Aarti David, Director, Publishing at SAGE India, in an interview with Live Encounters
Aarti David is Director, Publishing at SAGE India. She jointly heads books and journals commissioning along with marketing. As head of commissioning, she oversees all the streams SAGE publishes in English and Indian languages. This currently includes SAGE India Journals, SAGE India (Academic Books), SAGE Texts (Textbook publishing programme), SAGE Response (Business and Management Books), SAGE Select (Non-Fiction), SAGE Bhasha (Indian language publishing program), SAGE AdvantEDGE (educational resources programme), SAGE Vistaar (South Asian Rights Programme). Besides these, she is also responsible for managing the joint imprints with Yoda Press, Popular Prakashan, Stree, Samya and Vitasta.
SAGE’s vision and mission has been dissemination of knowledge. Whether it has been in the academic space or in the non-fiction space. We believe that the content we produce should contribute to the society and with that intent alone our non-fiction publishing has taken shape. Our aim is to give scholarly voices a platform to reach out to a larger audience and build bridges to knowledge. Through our non-fiction publishing program SAGE Select, we wish to challenge outdated thoughts and social practices and present novel perspectives on changing world realities. We have a compelling list of titles on crucial subjects ranging from political debates across the Social Sciences to Gender and Sexuality studies; life stories, field studies, policy studies. Books that aim to unravel the politics of cultural hegemony as well as resistance and present a blend of real life stories and social issues viewed from a critical and progressive standpoint.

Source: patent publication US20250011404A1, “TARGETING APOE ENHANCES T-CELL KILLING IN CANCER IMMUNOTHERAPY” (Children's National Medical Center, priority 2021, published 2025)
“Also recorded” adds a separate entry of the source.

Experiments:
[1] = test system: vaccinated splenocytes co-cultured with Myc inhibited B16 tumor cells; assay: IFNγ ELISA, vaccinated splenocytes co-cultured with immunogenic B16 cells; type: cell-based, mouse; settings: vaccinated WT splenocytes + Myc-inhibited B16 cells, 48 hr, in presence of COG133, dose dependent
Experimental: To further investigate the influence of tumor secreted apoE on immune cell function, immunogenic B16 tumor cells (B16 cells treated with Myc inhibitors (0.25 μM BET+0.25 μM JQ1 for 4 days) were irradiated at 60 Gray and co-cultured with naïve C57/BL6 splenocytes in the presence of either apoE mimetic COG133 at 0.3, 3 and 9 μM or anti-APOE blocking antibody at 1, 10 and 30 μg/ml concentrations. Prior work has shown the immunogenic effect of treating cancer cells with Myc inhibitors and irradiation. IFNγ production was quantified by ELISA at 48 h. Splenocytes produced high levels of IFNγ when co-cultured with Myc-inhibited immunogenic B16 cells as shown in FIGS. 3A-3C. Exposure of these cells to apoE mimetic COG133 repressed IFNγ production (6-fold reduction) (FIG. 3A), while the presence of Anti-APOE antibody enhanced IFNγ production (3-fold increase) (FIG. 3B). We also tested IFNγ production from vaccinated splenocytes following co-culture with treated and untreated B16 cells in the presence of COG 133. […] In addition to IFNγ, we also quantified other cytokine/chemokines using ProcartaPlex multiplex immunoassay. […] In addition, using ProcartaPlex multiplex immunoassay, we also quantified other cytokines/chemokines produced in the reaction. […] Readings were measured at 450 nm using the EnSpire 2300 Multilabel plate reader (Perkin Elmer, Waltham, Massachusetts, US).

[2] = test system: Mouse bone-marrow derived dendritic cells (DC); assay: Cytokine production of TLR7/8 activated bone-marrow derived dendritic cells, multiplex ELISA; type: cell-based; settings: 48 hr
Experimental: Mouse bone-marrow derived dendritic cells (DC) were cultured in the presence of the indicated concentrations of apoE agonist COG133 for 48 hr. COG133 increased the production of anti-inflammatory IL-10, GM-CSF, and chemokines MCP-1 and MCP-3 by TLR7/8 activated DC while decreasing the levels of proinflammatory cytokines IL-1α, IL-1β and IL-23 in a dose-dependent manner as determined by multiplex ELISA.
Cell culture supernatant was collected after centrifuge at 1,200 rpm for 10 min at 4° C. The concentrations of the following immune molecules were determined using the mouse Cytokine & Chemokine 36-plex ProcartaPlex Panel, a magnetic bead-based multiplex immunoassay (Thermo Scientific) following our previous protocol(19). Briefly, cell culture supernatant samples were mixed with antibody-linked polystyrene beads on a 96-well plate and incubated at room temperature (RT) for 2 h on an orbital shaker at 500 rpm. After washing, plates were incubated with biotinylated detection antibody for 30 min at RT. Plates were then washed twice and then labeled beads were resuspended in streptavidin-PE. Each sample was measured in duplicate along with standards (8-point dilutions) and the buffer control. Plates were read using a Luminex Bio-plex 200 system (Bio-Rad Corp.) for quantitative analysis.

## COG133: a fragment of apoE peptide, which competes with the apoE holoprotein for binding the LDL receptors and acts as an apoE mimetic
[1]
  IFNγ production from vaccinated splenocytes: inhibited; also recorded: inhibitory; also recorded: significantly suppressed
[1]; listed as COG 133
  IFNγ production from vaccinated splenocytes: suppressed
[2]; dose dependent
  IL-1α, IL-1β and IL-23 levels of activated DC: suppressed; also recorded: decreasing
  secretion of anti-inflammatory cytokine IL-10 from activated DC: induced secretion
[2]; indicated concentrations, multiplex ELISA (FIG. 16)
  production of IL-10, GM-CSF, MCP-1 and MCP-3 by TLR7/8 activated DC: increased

What is SAGE India’s publishing philosophy?